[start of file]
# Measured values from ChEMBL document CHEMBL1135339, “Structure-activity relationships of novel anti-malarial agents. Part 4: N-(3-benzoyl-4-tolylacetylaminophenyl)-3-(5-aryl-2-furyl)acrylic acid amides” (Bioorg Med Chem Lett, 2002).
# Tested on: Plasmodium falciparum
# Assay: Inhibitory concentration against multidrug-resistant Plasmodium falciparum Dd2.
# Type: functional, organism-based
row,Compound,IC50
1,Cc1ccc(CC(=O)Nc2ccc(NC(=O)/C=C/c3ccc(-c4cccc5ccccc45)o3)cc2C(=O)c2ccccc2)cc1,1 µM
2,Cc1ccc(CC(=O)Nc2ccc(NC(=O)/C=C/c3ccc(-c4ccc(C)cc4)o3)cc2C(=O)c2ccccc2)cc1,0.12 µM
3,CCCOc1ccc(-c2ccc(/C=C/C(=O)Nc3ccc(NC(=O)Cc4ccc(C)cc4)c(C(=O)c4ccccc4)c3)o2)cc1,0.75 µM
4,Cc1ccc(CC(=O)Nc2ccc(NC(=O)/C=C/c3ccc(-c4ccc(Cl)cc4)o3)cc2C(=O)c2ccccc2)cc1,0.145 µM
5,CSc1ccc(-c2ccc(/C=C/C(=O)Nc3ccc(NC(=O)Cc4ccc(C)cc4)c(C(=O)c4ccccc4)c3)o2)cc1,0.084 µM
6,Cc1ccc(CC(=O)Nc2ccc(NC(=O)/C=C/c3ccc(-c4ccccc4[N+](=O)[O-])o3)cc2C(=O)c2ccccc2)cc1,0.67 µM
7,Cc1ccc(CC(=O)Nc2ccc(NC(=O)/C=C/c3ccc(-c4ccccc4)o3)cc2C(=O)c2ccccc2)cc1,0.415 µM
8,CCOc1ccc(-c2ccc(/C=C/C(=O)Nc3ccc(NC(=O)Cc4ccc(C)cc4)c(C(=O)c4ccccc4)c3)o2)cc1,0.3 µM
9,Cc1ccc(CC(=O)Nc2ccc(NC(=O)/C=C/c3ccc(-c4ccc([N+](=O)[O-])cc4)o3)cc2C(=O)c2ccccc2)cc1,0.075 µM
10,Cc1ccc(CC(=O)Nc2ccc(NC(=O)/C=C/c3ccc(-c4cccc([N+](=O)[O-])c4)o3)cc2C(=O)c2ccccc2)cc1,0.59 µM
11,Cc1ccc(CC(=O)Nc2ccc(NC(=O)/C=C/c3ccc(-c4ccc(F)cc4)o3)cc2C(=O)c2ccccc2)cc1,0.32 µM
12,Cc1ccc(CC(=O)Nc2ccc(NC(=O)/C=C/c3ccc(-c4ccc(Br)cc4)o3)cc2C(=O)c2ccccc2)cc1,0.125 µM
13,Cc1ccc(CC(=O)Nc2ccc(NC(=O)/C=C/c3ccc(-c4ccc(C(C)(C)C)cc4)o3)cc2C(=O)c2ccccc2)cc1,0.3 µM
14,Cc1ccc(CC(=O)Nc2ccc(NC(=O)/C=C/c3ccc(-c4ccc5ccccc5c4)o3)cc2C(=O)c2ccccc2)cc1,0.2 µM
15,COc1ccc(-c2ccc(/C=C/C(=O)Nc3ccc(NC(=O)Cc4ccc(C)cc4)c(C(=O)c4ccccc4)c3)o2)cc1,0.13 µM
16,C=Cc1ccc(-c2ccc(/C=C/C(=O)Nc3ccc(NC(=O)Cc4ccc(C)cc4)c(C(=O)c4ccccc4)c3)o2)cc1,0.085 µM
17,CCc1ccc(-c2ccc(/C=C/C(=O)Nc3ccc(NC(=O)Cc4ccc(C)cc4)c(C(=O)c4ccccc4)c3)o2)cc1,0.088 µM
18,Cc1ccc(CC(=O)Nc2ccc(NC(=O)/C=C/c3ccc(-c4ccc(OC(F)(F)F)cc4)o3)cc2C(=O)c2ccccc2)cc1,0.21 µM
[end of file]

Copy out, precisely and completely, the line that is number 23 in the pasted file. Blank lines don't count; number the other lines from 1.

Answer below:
18,Cc1ccc(CC(=O)Nc2ccc(NC(=O)/C=C/c3ccc(-c4ccc(OC(F)(F)F)cc4)o3)cc2C(=O)c2ccccc2)cc1,0.21 µM